Dell Technologies has updated its file storage OS, bringing added security to the PowerScale portfolio and performance to two of PowerScale's highest-performing storage offerings.
OneFS 9.5, Dell's scale-out NAS operating system, adds several data protection features, including multifactor authentication, new encryption options and a host-based firewall on the appliance to combat ransomware. It also boosts performance for PowerScale's F600 and F900 models by optimizing their caching process.
Overall, the improvements are incremental and make Dell more competitive in the file storage arena, according to Steve McDowell, principal analyst and founding partner at NAND Research.
"There is nothing earth-shattering here, but this is all good news for existing customers," he said.
PowerScale competes with NetApp OnTap, Qumulo and Pure Storage FlashBlade.
In OneFS 9.5, Dell has added new security features that keep the company in line with U.S. federal government requirements and corporate standards.
It introduced a host-based firewall for PowerScale appliances, providing an additional layer of security in the event of a breach.
McDowell said it makes sense to embed a firewall into storage devices, particularly if companies intend to deploy nodes outside the data center for remote offices, for example.
"No matter what happens with your broader corporate firewall, you have very granular firewall controls on the array itself," McDowell said.
Dell also added SAML-based single sign-on capabilities from the command line and web UI, as well as a public key infrastructure (PKI) library to manage public key certificates. The PKI enables the use of multifactor authentication, which relies on login credentials contained on a common access card or personal identity verification card rather than manual entry of a username and password.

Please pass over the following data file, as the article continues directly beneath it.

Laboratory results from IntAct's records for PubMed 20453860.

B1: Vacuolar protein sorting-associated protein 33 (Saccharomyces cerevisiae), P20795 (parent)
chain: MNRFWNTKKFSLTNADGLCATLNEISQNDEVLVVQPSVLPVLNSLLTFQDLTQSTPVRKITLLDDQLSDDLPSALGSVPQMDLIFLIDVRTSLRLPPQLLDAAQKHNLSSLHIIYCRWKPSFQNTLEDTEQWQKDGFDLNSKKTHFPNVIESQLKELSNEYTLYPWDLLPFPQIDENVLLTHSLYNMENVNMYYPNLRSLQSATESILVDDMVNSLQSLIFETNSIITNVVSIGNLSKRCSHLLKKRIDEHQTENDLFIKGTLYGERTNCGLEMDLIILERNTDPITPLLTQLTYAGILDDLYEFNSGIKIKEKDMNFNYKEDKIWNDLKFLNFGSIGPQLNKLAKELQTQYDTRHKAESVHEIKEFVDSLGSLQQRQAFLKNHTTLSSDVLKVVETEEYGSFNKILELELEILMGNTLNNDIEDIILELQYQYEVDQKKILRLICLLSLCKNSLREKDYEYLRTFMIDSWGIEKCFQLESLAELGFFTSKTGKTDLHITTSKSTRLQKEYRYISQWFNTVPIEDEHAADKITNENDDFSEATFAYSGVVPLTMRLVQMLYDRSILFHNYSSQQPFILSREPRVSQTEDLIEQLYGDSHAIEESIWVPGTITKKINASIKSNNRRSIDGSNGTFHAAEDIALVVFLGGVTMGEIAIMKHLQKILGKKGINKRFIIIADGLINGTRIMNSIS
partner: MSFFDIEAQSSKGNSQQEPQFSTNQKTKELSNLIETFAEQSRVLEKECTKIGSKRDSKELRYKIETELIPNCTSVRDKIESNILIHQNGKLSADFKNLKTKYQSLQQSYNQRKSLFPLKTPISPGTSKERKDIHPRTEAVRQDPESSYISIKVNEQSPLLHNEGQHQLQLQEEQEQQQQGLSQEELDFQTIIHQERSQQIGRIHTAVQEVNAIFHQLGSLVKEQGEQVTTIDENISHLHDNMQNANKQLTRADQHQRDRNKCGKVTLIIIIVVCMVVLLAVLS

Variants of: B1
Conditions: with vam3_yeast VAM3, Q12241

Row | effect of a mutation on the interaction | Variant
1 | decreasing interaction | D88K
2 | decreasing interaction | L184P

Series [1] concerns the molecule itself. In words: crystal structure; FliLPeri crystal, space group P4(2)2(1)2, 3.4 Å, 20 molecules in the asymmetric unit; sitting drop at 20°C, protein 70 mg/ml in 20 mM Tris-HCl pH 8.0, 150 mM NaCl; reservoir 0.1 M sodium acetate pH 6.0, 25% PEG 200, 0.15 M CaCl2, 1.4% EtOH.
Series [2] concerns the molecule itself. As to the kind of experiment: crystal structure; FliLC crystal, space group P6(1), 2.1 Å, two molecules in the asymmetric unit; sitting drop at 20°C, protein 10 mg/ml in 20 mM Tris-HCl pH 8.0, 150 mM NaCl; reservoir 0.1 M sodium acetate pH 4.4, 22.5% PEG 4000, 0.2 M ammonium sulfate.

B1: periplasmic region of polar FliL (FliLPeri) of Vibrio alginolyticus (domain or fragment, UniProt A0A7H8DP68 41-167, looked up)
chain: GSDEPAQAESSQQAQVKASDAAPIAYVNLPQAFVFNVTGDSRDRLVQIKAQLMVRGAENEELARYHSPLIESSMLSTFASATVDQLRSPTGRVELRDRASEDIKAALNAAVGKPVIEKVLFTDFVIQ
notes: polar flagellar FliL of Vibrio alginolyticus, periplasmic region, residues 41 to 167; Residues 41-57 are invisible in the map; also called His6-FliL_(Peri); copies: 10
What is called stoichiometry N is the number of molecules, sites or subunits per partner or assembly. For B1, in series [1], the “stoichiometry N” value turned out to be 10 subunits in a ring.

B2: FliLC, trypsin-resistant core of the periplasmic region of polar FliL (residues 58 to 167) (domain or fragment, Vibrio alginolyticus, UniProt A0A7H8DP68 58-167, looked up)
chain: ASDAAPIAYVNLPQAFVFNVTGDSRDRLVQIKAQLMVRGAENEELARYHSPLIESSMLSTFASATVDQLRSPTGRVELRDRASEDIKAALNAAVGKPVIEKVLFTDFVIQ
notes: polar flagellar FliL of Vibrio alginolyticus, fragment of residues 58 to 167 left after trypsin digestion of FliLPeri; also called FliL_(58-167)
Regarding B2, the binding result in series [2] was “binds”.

OneFS 9.5 now uses Federal Information Processing Standard 140-2, which can support encryption for in-flight and at-rest data. It also supports self-encrypting drives, including the 15 TB and 30 TB quad-level cell (QLC) SSDs.
Dell's incremental approach adds necessary security layers, according to Mitch Lewis, an analyst at Evaluator Group.
"There is no silver bullet, but Dell is ... building cyber resiliency that users need to have," he said.
New performance without new hardware
While cyber-resilience features will be available to the entire PowerScale portfolio, the performance improvements are specific to the highest-performing F-series drives.
Dell focused on the F600 and F900, where performance gains would be most realized due to NVMe, according to Chris Mount, director of product management at Dell. Now, the F600 and F900 bypass the secondary memory cache for NVMe for a more streamlined caching process.
The re-architected caching was completed through software rather than hardware, McDowell said.
"Combined with the performance improvements, Dell can keep a 100-gigabit network fully saturated," he said. "Running at network speed is what you want out of your storage array."
McDowell added that for even more performance, the vendor now supports hardware options in the form of new 15 TB and 30 TB QLC SSDs and 100-gigabit network interface cards.
High-end enterprise and high-performance computing users are always looking to get as much performance as possible, and this update gives them that, according to Lewis.
Finally, Dell also added SupportAssist to OneFS 9.5. Dell's telemetry-driven remote monitoring system uses predictive analytics to identify and alert customers to failing drives or necessary system upgrades, McDowell said.
Adam Armstrong is a TechTarget Editorial news writer covering file and block storage hardware and private clouds. He previously worked at StorageReview.com.